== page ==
The Plague has been getting more interesting. One part I enjoyed was, as the characters are now all quarantined inside the town, and death is all around, one character is sitting in his house trying to write a book, and rewriting the same sentence for days and weeks, trying to find just the right words. He’s asking his friends for advice, agonizing over it, switching out words for similar ones, and then putting them back, and so on. All while hundreds of people are dying all around him every day.
But we’re all dying, right? Even if these characters survive the plague, they’ll just die five or ten or twenty years later. So why not spend your time fussing over the first sentence of a book you’ll never write?
Life is strange…
Every time I finish a particularly difficult book, be it bad, or odd, or just confusing, I take a break with a Nabokov novel. They are always so clear and crisp and enjoyable, it’s like drinking a nice glass of cool water after a tiring time in the sun.
This time I’m reading the Luzhin Defense, the story of an anti-social, obsessive chess player who goes mad. As all Nabokov novels I’ve so far read, it is just a joy, and the prose is so delicious, my brain thanks me in much the way in thanks me for a good meal. And it always makes me smile, with little bits like this for example:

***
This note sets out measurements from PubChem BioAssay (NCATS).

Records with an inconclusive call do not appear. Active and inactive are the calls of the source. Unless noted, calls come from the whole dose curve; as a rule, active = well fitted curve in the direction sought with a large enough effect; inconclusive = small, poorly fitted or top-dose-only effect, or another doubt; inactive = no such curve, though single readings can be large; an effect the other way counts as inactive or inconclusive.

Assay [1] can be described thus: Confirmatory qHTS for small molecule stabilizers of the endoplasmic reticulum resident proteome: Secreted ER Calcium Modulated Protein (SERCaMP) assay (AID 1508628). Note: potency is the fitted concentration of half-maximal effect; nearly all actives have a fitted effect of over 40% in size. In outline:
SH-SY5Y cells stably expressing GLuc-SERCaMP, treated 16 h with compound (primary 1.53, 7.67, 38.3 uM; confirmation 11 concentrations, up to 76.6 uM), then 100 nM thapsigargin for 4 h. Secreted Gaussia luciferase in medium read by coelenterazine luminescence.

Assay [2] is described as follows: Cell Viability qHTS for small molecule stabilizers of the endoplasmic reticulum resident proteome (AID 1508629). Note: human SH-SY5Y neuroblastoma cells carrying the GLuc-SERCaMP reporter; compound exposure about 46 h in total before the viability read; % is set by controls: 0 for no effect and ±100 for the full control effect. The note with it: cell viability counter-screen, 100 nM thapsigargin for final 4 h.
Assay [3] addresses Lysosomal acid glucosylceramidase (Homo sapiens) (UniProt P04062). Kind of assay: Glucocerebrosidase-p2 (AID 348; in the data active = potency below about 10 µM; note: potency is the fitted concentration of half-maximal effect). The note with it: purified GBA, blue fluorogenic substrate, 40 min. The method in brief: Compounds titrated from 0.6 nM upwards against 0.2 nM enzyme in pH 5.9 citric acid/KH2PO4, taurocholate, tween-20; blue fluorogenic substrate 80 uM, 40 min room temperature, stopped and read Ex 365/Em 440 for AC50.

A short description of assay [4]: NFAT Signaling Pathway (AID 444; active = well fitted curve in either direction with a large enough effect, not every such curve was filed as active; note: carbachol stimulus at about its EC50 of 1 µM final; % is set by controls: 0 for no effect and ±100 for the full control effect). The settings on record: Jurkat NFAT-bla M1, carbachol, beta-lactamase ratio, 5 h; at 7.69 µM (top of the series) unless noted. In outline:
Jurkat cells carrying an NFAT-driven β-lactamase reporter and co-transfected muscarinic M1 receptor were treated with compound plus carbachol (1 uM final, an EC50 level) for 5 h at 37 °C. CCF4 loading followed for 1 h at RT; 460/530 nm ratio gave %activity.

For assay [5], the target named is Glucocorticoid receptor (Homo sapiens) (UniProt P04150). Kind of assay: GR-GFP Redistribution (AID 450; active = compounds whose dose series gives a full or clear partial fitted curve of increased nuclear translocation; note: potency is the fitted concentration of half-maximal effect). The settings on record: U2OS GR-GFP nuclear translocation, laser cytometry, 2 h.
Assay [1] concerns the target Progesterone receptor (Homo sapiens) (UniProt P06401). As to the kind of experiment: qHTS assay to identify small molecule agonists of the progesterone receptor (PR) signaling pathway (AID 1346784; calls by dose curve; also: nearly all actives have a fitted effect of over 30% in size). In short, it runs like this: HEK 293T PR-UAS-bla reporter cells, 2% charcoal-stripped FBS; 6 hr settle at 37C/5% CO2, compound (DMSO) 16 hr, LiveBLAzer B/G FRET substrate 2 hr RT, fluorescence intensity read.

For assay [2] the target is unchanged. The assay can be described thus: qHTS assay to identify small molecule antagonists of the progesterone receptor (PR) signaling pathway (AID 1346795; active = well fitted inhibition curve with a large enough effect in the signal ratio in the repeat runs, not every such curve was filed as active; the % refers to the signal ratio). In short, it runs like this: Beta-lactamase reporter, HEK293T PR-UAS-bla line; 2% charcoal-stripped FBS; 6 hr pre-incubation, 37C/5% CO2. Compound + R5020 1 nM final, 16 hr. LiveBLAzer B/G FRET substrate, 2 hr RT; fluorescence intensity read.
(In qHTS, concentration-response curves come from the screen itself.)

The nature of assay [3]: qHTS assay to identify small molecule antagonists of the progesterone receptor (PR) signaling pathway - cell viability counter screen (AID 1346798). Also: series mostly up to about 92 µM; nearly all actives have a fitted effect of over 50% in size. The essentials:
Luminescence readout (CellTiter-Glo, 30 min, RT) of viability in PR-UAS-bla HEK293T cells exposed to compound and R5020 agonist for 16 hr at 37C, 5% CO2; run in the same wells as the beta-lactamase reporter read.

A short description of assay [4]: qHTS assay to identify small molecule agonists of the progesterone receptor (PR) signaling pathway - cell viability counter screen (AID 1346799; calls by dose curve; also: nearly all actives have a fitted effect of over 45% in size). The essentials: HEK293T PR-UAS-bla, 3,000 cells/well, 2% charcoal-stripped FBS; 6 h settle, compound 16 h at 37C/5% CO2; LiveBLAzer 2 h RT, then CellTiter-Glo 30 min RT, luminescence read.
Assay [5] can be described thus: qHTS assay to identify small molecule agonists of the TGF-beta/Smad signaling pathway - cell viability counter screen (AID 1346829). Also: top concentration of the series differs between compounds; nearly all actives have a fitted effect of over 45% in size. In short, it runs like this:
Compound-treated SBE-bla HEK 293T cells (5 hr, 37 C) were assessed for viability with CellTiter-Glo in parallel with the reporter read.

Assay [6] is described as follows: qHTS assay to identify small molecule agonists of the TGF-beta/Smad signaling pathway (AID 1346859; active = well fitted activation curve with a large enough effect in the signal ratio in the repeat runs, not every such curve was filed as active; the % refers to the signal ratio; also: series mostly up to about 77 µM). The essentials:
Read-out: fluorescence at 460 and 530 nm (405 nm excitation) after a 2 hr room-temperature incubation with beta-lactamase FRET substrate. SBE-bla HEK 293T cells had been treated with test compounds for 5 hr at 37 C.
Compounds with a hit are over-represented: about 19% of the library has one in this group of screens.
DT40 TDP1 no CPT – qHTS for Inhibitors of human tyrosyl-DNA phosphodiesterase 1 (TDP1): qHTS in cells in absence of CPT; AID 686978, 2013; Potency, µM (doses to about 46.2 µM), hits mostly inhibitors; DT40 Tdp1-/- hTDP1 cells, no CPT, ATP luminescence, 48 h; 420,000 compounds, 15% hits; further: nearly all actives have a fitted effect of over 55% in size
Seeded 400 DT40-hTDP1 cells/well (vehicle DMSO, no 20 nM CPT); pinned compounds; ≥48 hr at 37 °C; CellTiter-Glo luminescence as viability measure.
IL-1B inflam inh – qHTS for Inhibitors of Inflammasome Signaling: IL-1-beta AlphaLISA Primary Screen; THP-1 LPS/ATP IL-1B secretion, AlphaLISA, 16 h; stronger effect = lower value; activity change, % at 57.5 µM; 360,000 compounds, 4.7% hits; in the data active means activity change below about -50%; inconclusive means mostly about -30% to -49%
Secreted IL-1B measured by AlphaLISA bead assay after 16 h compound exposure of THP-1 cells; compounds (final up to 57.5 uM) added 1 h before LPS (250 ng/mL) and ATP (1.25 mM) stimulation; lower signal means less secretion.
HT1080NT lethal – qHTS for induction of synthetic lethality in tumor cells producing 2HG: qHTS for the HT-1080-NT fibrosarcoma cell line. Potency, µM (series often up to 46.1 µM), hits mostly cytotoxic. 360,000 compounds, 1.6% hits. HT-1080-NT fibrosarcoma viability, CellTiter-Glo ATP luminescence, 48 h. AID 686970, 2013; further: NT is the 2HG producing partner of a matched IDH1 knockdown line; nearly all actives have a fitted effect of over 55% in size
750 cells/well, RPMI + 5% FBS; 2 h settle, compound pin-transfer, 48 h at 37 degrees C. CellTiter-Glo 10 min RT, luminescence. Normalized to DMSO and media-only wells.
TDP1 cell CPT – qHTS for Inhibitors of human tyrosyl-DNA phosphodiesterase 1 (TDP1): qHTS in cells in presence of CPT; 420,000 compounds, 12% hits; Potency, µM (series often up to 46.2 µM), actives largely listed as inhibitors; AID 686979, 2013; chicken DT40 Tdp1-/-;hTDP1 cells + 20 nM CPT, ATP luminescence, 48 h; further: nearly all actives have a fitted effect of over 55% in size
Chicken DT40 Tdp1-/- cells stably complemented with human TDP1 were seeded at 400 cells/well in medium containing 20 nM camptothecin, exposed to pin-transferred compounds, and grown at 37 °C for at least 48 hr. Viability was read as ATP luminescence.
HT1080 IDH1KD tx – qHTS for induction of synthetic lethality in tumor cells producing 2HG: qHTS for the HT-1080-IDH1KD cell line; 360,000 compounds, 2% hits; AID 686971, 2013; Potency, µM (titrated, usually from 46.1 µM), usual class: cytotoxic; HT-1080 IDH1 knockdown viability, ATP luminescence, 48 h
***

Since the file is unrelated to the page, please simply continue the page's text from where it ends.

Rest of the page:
Little Luzhin would go away, trailing his satchel over the carpet; Luzhin senior would lean his elbow on the desk, where he was writing one of his usual stories in blue exercise books (a whim which, perhaps, some future biographer would appreciate), and listen to the monologue in the neighboring dining room, to his wife’s voice persuading the silence to drink a cup of cocoa.
Can you not just see that so clearly… the over optimistic father, the pouty child and coddling mother… all in just a few sentences.
Something about the way he writes is just very enjoyable and smilingly good for me…
What did I just read? I’m not quite sure.
At the end it became slightly intelligible that the POV character was of some higher or lower form of consciousness, and had a brain procedure performed on him. So that sheds a bit of light on the bizarre and confusing way this story was told.
One way to describe it is as a stream of consciousness of someone who is mentally unstable.
Some of the descriptions and ideas are quite beautiful and thoughtful, but they take a bit of work and thinking to figure out what the heck is being described sometimes.
Definitely not a book you can read without some effort, but I found the trouble to be worth it in the end.